Why you should go on a pilgrimage—more than once

By Zac Davis, 11 July 2022
Diocese of Parramatta pilgrims are seen on route to the Basilica of Our Lady of Guadalupe in Mexico during the Diocese of Parramatta pilgrimage to World Youth Day 2019 in Panama. Image: Diocese of Parramatta.


So many significant moments in my spiritual life are tied to sights, smells, sounds and emotions felt on a pilgrimage: The deep sigh after walking all the way up from the train stop to the Basilica of St. Francis of Assisi. My jaw dropping when I turned the corner and saw St. Peter’s Square. Squatting and praying at the Sea of Galilee shortly after my grandmother passed away.

There are a billion reasons why you might go on a pilgrimage: to get away or to come home; to find yourself or to find God. Although Jesus lived his life in a relatively small geographical radius, Christians—since Constantine’s mother, Helena, made her own trip to Jerusalem—have always made pilgrimages.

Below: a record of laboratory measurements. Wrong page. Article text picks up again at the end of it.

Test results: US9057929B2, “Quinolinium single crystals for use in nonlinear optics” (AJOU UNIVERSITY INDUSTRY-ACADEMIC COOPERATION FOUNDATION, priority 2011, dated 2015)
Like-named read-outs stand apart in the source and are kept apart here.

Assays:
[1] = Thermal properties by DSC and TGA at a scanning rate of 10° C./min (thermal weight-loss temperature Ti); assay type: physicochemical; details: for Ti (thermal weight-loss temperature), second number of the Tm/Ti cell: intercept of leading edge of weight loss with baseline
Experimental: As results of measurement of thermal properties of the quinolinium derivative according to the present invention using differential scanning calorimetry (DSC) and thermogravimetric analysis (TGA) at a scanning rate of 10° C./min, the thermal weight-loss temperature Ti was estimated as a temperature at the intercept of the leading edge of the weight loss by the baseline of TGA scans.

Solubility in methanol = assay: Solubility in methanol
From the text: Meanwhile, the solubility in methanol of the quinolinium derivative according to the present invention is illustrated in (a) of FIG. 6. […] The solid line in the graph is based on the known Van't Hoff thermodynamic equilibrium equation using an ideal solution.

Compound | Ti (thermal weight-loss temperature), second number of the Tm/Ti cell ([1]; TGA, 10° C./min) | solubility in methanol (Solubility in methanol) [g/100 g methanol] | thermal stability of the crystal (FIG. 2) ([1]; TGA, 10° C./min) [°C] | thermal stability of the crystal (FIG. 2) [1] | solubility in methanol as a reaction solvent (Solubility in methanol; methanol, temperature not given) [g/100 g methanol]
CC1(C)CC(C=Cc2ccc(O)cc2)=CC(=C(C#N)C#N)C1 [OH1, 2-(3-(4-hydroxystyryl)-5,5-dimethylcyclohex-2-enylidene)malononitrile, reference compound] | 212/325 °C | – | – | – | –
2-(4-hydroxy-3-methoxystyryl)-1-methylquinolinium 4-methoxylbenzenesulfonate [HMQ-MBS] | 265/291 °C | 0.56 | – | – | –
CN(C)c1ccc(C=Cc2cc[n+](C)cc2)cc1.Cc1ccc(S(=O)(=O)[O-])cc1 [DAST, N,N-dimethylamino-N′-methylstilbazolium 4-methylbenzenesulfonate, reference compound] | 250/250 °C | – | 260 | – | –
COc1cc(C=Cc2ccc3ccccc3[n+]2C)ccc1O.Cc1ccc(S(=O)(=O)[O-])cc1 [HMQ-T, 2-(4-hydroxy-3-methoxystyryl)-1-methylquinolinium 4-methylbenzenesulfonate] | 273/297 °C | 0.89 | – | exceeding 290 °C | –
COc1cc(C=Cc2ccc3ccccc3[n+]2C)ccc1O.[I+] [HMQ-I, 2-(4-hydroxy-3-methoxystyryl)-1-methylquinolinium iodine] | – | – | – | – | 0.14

They’ve gone to tombs of martyrs, sites of Marian apparitions, as well as the place that Jesus walked. Pope Francis has said that going on pilgrimage is “one of the people of God’s most eloquent expressions of faith.”

Why? And why should Catholics today try to go on one as often as possible?

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This column was originally published by Catholic News Service.

Zac Davis is an associate editor and the senior director for audience engagement and analytics at America. He also co-hosts the podcast, Jesuitical

With thanks to America and Zac Davis, where this article originally appeared.


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